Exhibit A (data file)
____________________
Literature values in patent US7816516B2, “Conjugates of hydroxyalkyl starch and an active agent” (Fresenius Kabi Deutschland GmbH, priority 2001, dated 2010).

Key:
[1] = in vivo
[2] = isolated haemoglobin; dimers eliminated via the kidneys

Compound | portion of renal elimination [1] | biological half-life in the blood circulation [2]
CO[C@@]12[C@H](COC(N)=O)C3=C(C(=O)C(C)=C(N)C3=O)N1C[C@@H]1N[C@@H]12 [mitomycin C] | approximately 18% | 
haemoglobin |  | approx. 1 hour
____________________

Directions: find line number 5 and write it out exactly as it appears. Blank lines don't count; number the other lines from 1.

Compound | portion of renal elimination [1] | biological half-life in the blood circulation [2]